Prebisch believed that labor unions in industrialized countries caused wages in manufacturing to become permanently fixed at a higher level with each subsequent business cycle. This was because wages would rise during upswings, but were "sticky" during downturns. In developing countries, on the other hand, weak unions were unable to prevent wage cuts during downturns. According to Prebisch, the observed decline in the terms-of-trade resulted from prices of commodities rising by less than the price of manufactures during upswings and falling by more during downturns. Graphically, this can be understood as a rightward movement in the relative supply (RS) schedule of primary commodities in terms of industrialized ones (see Graph 1).

Singer, on the other hand, considered mainly price and income elasticities to be responsible for the shortfalls of a primary commodity-dependent economic model. He argued that monopoly power held by industrialized countries prevented the prices of industrialized products from falling, much like Prebisch's explanation. However, he also argued that demand for primary commodities was relatively less income elastic. In other words, after any given income growth, the demand for industrialized products would rise by more than the demand for primary products. This would cause a leftward shift in the relative demand (RD) curve (see Graph 2).

The semantic link between primary product specialization and the condition of underdevelopment has been, for nearly fifty years, reliant upon the expectation that prices of primary commodities would fall relative to those of industrialized ones (i.e., P-S).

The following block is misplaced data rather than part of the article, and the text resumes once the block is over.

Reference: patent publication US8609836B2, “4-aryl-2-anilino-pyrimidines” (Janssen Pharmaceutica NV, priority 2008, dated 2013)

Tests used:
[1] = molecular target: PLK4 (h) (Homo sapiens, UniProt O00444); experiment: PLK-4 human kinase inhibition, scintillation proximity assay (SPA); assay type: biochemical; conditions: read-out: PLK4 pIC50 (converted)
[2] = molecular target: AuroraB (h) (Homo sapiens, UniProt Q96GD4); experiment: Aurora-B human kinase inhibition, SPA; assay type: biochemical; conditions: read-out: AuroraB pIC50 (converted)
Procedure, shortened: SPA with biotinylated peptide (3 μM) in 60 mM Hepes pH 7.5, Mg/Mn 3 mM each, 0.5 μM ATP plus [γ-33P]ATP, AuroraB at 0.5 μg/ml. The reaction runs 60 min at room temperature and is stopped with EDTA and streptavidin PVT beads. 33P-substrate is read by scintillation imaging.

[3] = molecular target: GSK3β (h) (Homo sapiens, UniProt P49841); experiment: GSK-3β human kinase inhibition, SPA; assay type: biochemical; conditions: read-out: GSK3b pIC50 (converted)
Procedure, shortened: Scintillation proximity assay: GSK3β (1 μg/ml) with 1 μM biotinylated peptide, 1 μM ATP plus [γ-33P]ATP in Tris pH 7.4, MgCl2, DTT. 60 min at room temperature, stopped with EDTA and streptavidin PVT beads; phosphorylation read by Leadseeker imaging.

However, what if the prices for primary products where expected to rise, as opposed to falling? In other words, what if the P-S where expected to reverse in years to come? Would there still be a basis to defend a pro-industrialization position? These two questions open the door for building a new development model for Latin American countries based on the export of commodities.

A Postscript to the Prebisch-Singer Theory

On August 27, 2004, the United Nations Conference on Trade and Development (UNCTAD), the same UN branch for which Prebisch served as Secretary General, published its report entitled World Commodity Trends and Prospective. According to the report:

Commodity prices increased considerably in 2003 and the first half of 2004, particularly for minerals, while prices of agricultural products rose more slowly. The general economic recovery and rapidly increasing demand in Asia, particularly China, were the main reasons for the price rises ... Developments differed between commodity groups. Industrial raw materials experienced good demand conditions and the UNCTAD price index for minerals, ores and metals rose by more than 28 per cent during 2003 ... The index for agricultural raw materials rose by 27 per cent in 2003 ... In conclusion, Chinese and Indian demand growth will provide a major dynamic stimulus to international commodity markets over the next several years and, since commodity markets are global, the additional demand arising from Asian growth will benefit a wide range of countries and not only affect the immediate neighborhood.8

While the P-S's statistical claim seemed unconvincing when published, it is even more unlikely to hold today.9 Although there is so far no evidence of a sustained trend in increasing terms-of-trade for countries who export primary commodities, the data published in reports such as the World Commodity Trends and Prospective provide enough evidence to expect that the terms-of-trade will not be decreasing in the near future. This is particularly the case for Brazil's export portfolio, since soy and iron are amongst its top five export commodities.

The most recent data on the Brazilian agricultural sector shows an unequivocal trend of rising prices. The chart below depicts some of the most important Brazilian agricultural indexes since 1999.